2 Corinthians 4:2
but have cast from us the cloaks of unhonesty, and walk not in craftiness, neither corrupt we the word of God: but walk in open truth, and report ourselves to every man’s conscience in the sight of God.
8 All the words of my mouth are righteous, there is no frowardness nor falsity therein.
9 They are all plain to such as will understand, and right to them that find knowledge.
So, why would anyone read the Bible as if it were only one style? Why not read history as history, poetry as poetry, prophecy as prophecy, metaphors as metaphors, etc.?
If there is one thing I can encourage you to do, it is to at least evaluate the Bible based on the Bible’s own claims and merits. By automatically assuming a lesser “god” (i.e., a designed “god”) and starting with the assumption that mere men wrote the Bible, then, of course, you are more likely to come to the conclusion that God doesn’t exist, the Bible has errors, etc. Indeed, the god that you have devised here (i.e., a created being not capable of inspiring men to communicate his words or fulfill his prophecies) is not the Creator God that the Bible describes. It’s much easier to doubt the god you’ve put forward, but that is not the true God who gives us being.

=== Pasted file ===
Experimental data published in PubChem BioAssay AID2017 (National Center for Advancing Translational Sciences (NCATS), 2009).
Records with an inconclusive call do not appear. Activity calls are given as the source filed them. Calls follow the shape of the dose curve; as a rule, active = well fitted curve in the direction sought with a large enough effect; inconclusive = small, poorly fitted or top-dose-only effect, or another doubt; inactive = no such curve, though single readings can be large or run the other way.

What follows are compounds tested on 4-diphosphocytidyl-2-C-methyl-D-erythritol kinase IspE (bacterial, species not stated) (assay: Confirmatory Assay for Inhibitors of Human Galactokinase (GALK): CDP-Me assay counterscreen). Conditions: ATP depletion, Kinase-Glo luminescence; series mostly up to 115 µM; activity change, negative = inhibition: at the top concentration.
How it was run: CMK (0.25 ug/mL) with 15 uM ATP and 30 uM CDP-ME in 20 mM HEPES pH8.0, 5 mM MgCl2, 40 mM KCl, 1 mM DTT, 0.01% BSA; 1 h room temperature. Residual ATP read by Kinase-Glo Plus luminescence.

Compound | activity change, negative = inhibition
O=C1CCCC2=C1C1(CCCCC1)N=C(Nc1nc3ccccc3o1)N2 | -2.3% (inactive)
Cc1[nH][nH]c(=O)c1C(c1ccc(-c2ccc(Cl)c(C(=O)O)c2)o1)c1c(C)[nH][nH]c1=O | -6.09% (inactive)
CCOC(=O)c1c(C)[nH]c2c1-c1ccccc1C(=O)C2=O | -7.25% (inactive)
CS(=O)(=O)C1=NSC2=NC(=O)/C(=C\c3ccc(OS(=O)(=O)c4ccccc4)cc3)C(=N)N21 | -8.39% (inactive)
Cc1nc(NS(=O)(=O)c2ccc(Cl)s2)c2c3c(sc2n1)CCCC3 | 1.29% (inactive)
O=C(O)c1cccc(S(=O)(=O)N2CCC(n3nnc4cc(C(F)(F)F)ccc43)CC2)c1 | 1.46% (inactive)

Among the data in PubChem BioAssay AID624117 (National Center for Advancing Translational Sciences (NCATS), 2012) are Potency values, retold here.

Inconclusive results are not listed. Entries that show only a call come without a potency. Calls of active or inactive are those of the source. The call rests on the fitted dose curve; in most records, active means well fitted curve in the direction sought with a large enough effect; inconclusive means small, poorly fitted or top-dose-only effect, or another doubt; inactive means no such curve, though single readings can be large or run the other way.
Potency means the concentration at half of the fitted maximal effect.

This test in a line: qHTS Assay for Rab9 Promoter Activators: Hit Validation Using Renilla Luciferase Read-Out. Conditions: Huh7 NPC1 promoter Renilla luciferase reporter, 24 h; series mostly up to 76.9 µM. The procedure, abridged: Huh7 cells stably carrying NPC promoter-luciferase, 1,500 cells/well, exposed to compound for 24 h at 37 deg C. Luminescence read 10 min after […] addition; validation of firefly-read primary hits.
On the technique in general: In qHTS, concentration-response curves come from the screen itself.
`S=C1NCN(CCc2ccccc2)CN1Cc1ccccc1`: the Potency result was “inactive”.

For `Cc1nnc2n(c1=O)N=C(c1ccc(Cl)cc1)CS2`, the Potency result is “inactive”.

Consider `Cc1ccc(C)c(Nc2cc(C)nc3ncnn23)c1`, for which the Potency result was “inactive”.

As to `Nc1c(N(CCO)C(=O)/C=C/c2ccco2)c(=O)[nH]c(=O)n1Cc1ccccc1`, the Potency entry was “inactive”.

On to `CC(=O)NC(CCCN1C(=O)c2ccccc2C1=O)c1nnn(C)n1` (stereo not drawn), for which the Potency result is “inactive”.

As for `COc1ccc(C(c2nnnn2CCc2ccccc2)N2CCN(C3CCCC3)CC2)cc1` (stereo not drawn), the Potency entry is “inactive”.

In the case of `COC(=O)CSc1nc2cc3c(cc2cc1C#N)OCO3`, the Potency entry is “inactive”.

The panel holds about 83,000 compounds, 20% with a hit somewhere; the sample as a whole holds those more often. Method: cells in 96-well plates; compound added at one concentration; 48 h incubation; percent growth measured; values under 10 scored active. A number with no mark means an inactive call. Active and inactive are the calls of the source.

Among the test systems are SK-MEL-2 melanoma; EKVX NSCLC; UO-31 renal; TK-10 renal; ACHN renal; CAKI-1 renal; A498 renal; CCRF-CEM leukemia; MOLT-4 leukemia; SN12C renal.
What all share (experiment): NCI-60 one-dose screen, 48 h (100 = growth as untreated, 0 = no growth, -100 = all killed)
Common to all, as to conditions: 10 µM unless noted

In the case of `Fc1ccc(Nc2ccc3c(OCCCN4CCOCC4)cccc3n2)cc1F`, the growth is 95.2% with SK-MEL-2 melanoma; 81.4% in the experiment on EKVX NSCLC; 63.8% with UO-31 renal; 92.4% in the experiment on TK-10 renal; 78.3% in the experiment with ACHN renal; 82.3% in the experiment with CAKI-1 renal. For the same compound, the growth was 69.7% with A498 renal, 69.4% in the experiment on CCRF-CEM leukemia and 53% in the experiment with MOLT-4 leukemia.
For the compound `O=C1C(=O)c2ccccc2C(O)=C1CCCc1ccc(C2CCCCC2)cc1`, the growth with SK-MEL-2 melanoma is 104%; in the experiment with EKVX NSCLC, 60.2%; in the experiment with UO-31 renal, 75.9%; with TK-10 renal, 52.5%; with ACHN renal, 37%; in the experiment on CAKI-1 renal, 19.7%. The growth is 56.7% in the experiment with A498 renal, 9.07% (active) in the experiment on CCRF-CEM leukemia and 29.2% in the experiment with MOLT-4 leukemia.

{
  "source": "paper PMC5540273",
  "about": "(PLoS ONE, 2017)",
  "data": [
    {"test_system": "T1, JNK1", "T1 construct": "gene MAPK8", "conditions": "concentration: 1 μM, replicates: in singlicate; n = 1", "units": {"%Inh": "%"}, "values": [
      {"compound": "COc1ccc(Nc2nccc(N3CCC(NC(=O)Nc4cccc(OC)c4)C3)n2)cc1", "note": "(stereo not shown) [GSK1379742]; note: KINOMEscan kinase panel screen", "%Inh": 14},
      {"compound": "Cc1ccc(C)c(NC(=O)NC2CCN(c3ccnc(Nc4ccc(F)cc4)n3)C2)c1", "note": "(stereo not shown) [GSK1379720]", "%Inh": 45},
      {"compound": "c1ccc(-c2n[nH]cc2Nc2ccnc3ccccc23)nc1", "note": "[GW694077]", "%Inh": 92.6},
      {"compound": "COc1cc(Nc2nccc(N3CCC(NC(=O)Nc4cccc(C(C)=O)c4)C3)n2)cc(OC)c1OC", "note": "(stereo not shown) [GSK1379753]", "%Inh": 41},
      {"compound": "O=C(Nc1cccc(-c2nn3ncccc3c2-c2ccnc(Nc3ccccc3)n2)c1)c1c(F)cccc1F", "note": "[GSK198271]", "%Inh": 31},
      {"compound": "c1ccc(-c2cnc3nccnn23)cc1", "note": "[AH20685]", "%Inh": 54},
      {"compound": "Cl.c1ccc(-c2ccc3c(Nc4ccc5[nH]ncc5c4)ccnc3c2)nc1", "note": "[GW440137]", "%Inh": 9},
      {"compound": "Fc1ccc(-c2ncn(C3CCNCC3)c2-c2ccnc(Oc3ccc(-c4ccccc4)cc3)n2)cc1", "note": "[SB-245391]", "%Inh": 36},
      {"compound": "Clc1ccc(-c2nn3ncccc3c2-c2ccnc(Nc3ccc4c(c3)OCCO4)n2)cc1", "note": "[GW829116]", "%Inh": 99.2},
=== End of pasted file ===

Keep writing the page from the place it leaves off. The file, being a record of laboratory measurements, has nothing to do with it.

But, really, when you do this, you are setting yourself up as the authority over God. Adam and Eve did this (Genesis 3); Satan did this (Isaiah 14:12–14); and many others in the Bible did as well. All of us have at one point or another, which is why we are all sinners (Romans 3:23). We have all wanted to be the authority over God. But it is only proper and wise to acknowledge our Creator’s holiness and our fallibility in utter humility.
Jesus came and spake unto them, saying: All power is given unto me in heaven, and in earth.
for by him were all things created, things that are in heaven, and things that are in earth: things visible, and things invisible: whether they be majesty or lordship, either rule or power. All things are created by him, and in him, and he is before all things, and in him all things have their being.
I encourage you to reconsider how you view the Bible and read it based on it own claims.
With kindness in Christ,